Runaways have power as Britney seeks it
Published: Thursday, April 1, 2010 at 6:01 a.m.
Last Modified: Wednesday, March 31, 2010 at 12:57 p.m.
Bill Dean, entertainment editor of The Gainesville Sun, grew up listening to rock ’n’ roll, soul and country in the 1970s. Aurora Dominguez, of Hollywood, Fla. grew up listening to pop music in the 1990s. They are from different generations, but they are both music lovers with an open mind. Each week, they swap CDs in hopes of broadening their musical horizons.
This week, Aurora listens to...
“The Runaways” from The Runaways (1976)
AURORA: Bill, this is some serious “grrrl” rock that you gave me to listen to! As soon as I heard the album I was instinctively rocking out to the music, taken aback by how crunchy the guitar riffs are and how fresh the music sounds years later. Could we call this a super-power group? It seems to me like it was. With members such as Joan Jett, you knew we were in for something good.
BILL: With the bio-pic on the group (“The Runaways”) being released to theaters, it’s a good time to check out the album that introduced the band, which included Joan Jett and Lita Ford among others, to the world.
AURORA: Some of my favorite tunes included “Cherry Bomb” and “You Drive Me Wild.” These girls might’ve been young, but they had rock ’n’ roll in their blood. Their cover of the tune “Rock & Roll,” originally by the Velvet Underground, proves it.
BILL: Unfortunately, their notorious manager, Kim Fowley, positioned the teenaged-girl group as a sort of “jailbait rock fantasy,” and so many in the industry didn’t take The Runaways seriously at the time. But they deserved airplay and attention.
AURORA: Thanks for having me listen to this, Bill. It’ll definitely be a part of my musical rotation. I loved it! Simply loved it.
This week, Bill listens to...
“CIRCUS”from Britney Spears (2008)
BILL: Hey Aurora, funny how you said you were “being mean” when you gave me Britney’s latest album to listen to. I’ve never been a fan of Britney’s cicada-on-acid vocals, but the album does mark her climb out of the hole she fell into after being divorced, institutionalized and losing custody of her kids.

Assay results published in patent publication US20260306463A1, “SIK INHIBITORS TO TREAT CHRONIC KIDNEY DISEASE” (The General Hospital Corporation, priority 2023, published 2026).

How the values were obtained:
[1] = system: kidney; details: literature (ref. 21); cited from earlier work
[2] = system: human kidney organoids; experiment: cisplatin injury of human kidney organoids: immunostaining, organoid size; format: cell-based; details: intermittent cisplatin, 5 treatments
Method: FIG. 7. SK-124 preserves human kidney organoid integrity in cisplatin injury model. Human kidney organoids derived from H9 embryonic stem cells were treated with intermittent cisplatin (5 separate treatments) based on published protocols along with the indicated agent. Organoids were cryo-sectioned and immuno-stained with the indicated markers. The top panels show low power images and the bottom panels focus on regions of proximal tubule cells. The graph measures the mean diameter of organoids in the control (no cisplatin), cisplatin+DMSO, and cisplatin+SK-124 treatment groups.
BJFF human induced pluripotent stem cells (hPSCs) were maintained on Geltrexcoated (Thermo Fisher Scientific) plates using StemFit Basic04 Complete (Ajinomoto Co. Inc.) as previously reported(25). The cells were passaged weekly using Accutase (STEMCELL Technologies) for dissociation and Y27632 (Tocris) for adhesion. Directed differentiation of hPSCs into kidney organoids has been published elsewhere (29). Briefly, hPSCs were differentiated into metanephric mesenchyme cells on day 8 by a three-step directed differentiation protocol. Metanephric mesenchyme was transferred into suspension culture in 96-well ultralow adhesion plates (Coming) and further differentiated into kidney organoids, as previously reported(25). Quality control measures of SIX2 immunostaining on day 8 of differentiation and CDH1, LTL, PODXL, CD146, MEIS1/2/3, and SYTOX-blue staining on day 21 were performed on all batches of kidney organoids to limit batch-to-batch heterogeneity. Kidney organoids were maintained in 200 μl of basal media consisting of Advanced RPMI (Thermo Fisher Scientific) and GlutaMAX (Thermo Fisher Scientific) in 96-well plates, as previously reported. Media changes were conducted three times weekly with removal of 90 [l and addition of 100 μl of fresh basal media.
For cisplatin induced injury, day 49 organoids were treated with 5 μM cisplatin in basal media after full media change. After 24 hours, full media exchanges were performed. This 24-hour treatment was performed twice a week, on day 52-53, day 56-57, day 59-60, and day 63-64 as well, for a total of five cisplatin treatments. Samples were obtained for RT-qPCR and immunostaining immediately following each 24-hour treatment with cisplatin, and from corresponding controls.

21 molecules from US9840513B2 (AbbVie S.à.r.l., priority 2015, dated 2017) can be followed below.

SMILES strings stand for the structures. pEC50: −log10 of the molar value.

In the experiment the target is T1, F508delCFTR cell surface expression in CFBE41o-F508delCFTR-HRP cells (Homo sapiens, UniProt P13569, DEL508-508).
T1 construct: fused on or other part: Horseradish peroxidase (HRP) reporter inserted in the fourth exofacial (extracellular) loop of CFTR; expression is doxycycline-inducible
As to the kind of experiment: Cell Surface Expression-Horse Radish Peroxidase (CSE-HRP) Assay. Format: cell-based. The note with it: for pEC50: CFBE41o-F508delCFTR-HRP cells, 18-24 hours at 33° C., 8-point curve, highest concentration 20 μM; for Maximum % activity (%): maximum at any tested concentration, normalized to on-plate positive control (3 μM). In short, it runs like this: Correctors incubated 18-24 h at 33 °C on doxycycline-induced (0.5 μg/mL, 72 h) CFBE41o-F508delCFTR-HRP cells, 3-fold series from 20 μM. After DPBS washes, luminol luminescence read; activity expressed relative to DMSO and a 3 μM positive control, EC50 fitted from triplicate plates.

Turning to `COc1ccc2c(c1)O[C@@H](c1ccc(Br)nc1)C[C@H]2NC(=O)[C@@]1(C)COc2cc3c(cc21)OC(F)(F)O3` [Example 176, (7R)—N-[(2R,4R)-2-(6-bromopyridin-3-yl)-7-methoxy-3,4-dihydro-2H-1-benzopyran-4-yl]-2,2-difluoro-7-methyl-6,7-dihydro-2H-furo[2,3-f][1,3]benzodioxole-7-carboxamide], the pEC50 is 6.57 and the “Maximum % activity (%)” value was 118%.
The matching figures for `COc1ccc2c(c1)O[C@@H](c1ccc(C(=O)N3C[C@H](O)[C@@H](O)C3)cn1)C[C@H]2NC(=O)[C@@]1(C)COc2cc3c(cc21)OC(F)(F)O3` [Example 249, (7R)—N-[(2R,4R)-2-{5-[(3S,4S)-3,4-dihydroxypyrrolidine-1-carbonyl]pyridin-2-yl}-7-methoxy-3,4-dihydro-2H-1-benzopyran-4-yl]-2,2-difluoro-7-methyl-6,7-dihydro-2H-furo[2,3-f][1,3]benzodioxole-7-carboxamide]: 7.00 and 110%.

AURORA: This album was a definite wake-up call for the pop-tart after a time of shattered dreams. I was happy to see her pick herself up.
BILL: At the beginning of “Kill The Lights,” a no-holds-barred, dance-floor killer, she utters “I think I’m ready for my close-up,” and whether that was a conscious nod to Gloria Swanson’s line in “Sunset Boulevard” or not, it does strap you in for the rest of the ride. The song does what it’s supposed to do, and so does “Out From Under,” in which she sings a wistful ballad about lost love but does so like she’s singing about the downward spiral of her life. It’s truly moving.
AURORA: You picked two of my favorites there. That ballad is lovely and kills me every time. Although some songs were forgettable, this one really seems to tell a huge part of her life story.
BILL: Though the other songs include “MMM Papi,” which was, ummm, pablum, and “If U Seek Amy,” which I’d rather not, I’ll give her credit for getting up and getting back in the game. After all, when it comes to the current crop of young female singers, she helped to create it.
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